With many Americans still leery of working out indoors while COVID-19 lurks, gyms, and personal trainers have been heading into the great outdoors to help keep their businesses alive and kicking. Now their greatest foe may be the weather, along with people's ever fragile willpower in getting to the gym.
Trainer Garth Wakeford, who leads outdoor programs for Hamptons Gym on Long Island, New York, said good weather in 2020 has been one of the few bright spots in an otherwise disastrous year for the fitness industry.
"They were closed and needed some way to make money. They came up with 'Outdoor Division,' which included trail running, mountain biking and turfside fitness," he said.
Wakeford leads daily training sessions on a 1,200 square-foot outdoor turf space. "I don't mind working in all sorts of weather, so hopefully things will go through Thanksgiving," he said. "But if there's snow, for example, there's nothing you can do unless people are massively hearty."
"We are scrappy"
For Amy Glosser, the owner of Byklyn, an independent cycling studio in Brooklyn, New York, outdoor classes seemed like a good idea in theory, but came with practical challenges. "It's hard for a cycling studio to move outside because you can't just roll out yoga mats. We have heavy infrastructure, and music is also key to running an outdoor class."
Then Glosser found a dilapidated yard that, after striking a deal with the owners, she quickly turned into the borough's first outdoor cycling studio. Bikes are spaced six feet apart and sun shades provide protection from the elements.
"Like all good small businesses, we are scrappy. The turf is used AstroTurf from a soccer field, complete with soccer lines," Glosser said.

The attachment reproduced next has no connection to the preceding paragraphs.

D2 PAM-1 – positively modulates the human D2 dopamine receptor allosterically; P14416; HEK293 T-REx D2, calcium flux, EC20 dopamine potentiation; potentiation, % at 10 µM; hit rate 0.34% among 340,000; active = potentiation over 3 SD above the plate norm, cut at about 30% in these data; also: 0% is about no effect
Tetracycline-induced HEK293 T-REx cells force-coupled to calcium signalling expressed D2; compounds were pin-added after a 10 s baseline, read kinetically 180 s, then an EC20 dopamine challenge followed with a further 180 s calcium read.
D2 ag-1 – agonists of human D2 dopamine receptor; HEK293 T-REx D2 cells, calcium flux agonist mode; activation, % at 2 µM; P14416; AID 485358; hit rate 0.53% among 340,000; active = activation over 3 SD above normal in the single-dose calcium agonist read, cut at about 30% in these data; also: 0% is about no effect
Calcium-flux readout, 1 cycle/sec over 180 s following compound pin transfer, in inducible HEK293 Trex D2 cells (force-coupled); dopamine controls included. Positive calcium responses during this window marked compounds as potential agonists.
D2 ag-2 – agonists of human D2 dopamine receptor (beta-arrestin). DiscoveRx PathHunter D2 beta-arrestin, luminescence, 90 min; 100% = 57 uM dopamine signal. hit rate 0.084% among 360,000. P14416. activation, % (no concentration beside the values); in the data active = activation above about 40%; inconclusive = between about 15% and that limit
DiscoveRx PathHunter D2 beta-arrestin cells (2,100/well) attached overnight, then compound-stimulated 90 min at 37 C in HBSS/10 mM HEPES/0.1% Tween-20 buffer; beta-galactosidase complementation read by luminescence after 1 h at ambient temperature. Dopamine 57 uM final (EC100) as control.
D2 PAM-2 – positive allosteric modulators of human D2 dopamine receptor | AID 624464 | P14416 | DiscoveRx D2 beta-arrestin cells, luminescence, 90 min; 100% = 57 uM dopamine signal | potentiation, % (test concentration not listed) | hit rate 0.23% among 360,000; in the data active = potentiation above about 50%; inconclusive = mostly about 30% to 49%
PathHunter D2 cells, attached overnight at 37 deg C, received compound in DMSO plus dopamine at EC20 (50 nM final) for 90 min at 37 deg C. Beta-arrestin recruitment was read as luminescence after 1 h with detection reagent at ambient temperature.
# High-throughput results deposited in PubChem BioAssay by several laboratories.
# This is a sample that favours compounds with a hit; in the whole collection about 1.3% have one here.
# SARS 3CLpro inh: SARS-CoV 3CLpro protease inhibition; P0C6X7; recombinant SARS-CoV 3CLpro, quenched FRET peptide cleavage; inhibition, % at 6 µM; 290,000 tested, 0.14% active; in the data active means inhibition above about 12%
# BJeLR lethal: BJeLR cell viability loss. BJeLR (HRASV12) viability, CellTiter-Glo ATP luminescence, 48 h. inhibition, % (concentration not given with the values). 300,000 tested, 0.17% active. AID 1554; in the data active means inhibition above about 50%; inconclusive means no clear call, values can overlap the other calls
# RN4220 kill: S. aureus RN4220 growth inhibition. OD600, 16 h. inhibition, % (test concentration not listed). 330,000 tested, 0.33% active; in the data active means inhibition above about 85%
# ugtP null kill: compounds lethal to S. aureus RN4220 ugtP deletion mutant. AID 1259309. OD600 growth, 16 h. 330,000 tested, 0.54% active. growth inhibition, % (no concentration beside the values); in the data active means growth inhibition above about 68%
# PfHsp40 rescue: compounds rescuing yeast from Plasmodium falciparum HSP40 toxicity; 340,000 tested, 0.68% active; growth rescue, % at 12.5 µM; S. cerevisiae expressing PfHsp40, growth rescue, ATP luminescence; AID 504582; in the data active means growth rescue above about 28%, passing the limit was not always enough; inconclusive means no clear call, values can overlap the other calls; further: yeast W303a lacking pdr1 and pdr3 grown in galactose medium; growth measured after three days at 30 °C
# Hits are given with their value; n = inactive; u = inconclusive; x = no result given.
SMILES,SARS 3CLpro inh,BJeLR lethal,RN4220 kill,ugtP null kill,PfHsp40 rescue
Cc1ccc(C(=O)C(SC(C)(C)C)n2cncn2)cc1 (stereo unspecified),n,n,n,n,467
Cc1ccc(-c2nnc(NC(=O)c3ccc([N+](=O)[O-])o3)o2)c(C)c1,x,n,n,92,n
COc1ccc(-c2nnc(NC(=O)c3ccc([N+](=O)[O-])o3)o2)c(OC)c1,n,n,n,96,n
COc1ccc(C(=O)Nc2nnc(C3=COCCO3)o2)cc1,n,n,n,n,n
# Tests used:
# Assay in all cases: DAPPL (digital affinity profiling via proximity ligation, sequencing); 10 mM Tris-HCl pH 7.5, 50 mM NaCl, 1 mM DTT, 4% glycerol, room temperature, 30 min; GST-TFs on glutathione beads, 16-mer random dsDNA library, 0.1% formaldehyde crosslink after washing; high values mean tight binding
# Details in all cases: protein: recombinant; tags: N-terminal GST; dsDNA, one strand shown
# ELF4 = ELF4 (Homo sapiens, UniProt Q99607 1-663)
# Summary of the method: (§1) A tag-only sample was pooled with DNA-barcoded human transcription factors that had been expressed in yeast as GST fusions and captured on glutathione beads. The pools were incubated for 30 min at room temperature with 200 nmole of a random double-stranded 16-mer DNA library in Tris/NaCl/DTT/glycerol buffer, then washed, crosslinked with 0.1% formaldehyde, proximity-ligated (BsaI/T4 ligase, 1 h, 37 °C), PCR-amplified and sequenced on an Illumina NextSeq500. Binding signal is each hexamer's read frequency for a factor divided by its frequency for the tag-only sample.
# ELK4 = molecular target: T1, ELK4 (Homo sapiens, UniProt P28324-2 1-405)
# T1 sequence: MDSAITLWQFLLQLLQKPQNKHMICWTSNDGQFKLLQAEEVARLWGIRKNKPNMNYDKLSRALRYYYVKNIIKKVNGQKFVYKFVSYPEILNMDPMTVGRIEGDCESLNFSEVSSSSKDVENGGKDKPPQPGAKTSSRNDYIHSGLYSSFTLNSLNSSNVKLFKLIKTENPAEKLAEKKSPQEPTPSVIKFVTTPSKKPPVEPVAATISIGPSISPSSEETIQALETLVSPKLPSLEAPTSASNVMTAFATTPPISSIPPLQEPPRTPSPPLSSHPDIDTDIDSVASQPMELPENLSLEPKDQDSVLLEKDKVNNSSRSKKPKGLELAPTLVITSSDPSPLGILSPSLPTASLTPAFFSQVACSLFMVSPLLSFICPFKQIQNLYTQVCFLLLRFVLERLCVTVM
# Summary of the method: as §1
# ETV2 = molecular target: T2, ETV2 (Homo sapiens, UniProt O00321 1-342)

Spin-class participants wear wireless headphones to avoid blasting local residents with the club's beat-driven tunes.
"We keep our neighbors very happy. When you walk by and see a class, the only thing you hear is an instructor giving commands or talking with riders," Glosser said.
"We ride in the rain as long as it's not thundering and lightning, but that will change as it gets cold," she added. "I think it's an opportunity for New Yorkers to become a little bit like the Dutch and get out there in all kinds of weather and cycle."
Byklyn patron Annie Scalici, 31, said attending classes outdoors is easier than exercising in isolation in her own home, and she doesn't yet feel comfortable going back to an indoor gym. "It was cold today, but I came out dripping sweat," she said.
Indoor rowing outdoors
After closing all of its studios across the U.S. as COVID-19 was spreading this spring, City Row, a high-intensity indoor rowing program with more than a dozen studios around the country, brought its rowing machines outside. Said City Row founder and CEO Helaine Knapp, "We are meeting the customer wherever they are — at home, in-studio and now outdoors."
In April, City Row held a grand opening outdoors for its brand new studio in Westlake Village, California. The company was lucky enough to have space right outside its studio to accommodate more than a dozen rowers.
"It was a great way for us to introduce ourselves to the community," Knapp said. "It looks really cool when you have 15 to 20 rowers and people are rowing in sync. It's a very rich experience."
Luxury fitness chain Equinox is also betting that exercise fanatics will embrace outdoor workouts year-round, even after the pandemic ends. The upscale gym recently opened fully-equipped outdoor locations in Century City in Los Angeles and on Manhattan's West Side.
The facilities, which aim to replicate the indoor gym experience, are replete with tented areas for group fitness, treadmills, free weights and turf areas, images on its website show.
Back in Brooklyn, Glosser recognizes that Byklyn's outdoor pop-up won't be permanent, given that she doesn't yet know if or how she'll heat the space when temperatures start to drop.
"It's our sandcastle, because it is going to end. It's going to snow at some point but we will be here as long as we can and it was worth it to create a beautiful community space."